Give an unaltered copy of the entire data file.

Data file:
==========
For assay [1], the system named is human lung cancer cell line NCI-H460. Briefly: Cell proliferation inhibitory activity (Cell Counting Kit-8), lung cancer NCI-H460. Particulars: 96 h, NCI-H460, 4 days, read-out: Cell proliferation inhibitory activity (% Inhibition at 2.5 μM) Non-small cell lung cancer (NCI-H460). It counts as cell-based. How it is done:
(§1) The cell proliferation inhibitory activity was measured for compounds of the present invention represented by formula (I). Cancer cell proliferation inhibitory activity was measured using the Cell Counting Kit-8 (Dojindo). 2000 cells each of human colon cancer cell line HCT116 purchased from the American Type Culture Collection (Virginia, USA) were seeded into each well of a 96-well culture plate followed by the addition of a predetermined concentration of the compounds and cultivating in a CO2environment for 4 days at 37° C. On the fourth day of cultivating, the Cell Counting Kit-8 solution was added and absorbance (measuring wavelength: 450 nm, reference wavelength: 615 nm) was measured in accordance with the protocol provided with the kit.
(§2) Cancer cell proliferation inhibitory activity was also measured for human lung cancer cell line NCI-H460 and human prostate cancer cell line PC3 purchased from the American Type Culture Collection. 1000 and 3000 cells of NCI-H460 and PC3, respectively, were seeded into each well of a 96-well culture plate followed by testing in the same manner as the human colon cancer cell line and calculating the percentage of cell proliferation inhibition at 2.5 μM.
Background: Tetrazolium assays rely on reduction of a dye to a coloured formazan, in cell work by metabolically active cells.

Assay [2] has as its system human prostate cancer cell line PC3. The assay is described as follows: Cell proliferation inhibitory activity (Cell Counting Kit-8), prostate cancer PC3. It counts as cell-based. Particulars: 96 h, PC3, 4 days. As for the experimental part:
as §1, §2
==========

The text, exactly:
For assay [1], the system named is human lung cancer cell line NCI-H460. Briefly: Cell proliferation inhibitory activity (Cell Counting Kit-8), lung cancer NCI-H460. Particulars: 96 h, NCI-H460, 4 days, read-out: Cell proliferation inhibitory activity (% Inhibition at 2.5 μM) Non-small cell lung cancer (NCI-H460). It counts as cell-based. How it is done:
(§1) The cell proliferation inhibitory activity was measured for compounds of the present invention represented by formula (I). Cancer cell proliferation inhibitory activity was measured using the Cell Counting Kit-8 (Dojindo). 2000 cells each of human colon cancer cell line HCT116 purchased from the American Type Culture Collection (Virginia, USA) were seeded into each well of a 96-well culture plate followed by the addition of a predetermined concentration of the compounds and cultivating in a CO2environment for 4 days at 37° C. On the fourth day of cultivating, the Cell Counting Kit-8 solution was added and absorbance (measuring wavelength: 450 nm, reference wavelength: 615 nm) was measured in accordance with the protocol provided with the kit.
(§2) Cancer cell proliferation inhibitory activity was also measured for human lung cancer cell line NCI-H460 and human prostate cancer cell line PC3 purchased from the American Type Culture Collection. 1000 and 3000 cells of NCI-H460 and PC3, respectively, were seeded into each well of a 96-well culture plate followed by testing in the same manner as the human colon cancer cell line and calculating the percentage of cell proliferation inhibition at 2.5 μM.
Background: Tetrazolium assays rely on reduction of a dye to a coloured formazan, in cell work by metabolically active cells.

Assay [2] has as its system human prostate cancer cell line PC3. The assay is described as follows: Cell proliferation inhibitory activity (Cell Counting Kit-8), prostate cancer PC3. It counts as cell-based. Particulars: 96 h, PC3, 4 days. As for the experimental part:
as §1, §2